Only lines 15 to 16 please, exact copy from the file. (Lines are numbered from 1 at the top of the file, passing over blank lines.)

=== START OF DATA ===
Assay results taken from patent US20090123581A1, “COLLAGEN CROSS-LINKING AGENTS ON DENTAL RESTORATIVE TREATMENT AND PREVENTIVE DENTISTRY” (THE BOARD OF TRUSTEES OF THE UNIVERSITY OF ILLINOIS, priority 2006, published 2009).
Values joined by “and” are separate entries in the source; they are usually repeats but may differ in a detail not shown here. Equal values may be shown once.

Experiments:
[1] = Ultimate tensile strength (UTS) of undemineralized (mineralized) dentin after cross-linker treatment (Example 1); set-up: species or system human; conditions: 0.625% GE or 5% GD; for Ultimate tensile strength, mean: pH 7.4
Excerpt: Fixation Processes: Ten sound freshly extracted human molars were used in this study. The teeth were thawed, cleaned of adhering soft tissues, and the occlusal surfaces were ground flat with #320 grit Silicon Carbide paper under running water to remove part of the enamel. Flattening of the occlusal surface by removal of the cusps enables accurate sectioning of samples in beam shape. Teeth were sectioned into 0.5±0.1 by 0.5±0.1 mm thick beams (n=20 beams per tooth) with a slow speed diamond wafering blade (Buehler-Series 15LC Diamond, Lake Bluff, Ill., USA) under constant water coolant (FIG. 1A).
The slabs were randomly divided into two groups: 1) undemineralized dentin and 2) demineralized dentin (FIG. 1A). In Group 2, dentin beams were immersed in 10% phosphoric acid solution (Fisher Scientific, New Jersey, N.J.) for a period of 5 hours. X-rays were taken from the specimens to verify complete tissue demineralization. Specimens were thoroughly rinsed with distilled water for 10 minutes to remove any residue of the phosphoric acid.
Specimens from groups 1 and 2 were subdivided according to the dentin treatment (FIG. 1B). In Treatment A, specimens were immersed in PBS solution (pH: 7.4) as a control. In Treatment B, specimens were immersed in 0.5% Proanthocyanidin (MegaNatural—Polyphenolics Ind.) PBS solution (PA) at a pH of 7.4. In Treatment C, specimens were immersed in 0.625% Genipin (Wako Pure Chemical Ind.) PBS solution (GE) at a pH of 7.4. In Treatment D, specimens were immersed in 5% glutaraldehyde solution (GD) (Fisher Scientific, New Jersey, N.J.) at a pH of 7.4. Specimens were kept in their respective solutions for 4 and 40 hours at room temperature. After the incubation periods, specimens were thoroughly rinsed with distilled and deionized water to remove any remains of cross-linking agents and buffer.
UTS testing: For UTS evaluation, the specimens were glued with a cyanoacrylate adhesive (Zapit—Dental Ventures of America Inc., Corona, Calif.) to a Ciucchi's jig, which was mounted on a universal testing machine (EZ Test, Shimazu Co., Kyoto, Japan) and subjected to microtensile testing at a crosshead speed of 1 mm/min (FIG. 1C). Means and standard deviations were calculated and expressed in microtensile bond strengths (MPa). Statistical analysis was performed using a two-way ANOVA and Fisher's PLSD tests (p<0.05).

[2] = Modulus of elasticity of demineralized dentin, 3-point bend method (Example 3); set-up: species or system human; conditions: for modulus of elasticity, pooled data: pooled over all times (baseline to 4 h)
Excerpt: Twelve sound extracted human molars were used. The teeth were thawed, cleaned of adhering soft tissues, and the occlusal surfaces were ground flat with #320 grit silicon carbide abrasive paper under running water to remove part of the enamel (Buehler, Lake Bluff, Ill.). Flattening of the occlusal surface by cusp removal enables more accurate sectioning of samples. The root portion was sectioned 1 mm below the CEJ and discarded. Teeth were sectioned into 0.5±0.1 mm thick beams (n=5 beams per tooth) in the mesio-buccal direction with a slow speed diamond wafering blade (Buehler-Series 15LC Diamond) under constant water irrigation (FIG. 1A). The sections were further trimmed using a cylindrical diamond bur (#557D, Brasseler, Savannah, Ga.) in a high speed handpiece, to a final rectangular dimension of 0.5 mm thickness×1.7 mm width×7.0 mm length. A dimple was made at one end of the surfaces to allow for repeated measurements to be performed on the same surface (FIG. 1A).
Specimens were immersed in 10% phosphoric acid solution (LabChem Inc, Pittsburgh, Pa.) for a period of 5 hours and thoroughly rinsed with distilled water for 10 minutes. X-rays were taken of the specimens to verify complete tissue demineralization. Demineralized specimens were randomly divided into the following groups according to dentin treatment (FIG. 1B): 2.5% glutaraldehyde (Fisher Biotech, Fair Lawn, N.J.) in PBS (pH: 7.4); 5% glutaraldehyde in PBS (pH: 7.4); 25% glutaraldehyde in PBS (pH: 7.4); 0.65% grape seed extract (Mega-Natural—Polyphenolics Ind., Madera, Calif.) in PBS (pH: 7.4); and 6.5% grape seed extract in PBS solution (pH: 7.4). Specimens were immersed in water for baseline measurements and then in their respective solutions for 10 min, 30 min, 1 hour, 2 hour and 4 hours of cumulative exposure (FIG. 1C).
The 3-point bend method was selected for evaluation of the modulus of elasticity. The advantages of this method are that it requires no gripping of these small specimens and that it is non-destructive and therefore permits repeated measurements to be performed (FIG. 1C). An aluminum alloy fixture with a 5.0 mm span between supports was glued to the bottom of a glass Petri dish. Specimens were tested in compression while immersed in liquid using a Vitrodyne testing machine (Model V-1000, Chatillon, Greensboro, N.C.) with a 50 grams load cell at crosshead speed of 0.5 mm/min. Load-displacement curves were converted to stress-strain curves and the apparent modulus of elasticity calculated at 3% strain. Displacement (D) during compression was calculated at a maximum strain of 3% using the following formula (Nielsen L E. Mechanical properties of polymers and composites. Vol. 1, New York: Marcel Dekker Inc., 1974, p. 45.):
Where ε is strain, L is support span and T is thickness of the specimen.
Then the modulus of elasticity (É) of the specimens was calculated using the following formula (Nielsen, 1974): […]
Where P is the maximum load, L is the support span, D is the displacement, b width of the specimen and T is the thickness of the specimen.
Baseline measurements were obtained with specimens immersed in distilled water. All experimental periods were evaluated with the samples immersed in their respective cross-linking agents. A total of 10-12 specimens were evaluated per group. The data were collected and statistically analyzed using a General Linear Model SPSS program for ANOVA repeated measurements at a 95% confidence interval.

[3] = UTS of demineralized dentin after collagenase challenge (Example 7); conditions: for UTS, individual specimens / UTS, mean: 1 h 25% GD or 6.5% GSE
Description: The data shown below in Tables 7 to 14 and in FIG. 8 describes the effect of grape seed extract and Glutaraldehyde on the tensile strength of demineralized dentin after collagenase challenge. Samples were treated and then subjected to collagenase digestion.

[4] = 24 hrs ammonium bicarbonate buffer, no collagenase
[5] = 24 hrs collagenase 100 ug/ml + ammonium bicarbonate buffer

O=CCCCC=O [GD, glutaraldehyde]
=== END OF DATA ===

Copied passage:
Where P is the maximum load, L is the support span, D is the displacement, b width of the specimen and T is the thickness of the specimen.
Baseline measurements were obtained with specimens immersed in distilled water. All experimental periods were evaluated with the samples immersed in their respective cross-linking agents. A total of 10-12 specimens were evaluated per group. The data were collected and statistically analyzed using a General Linear Model SPSS program for ANOVA repeated measurements at a 95% confidence interval.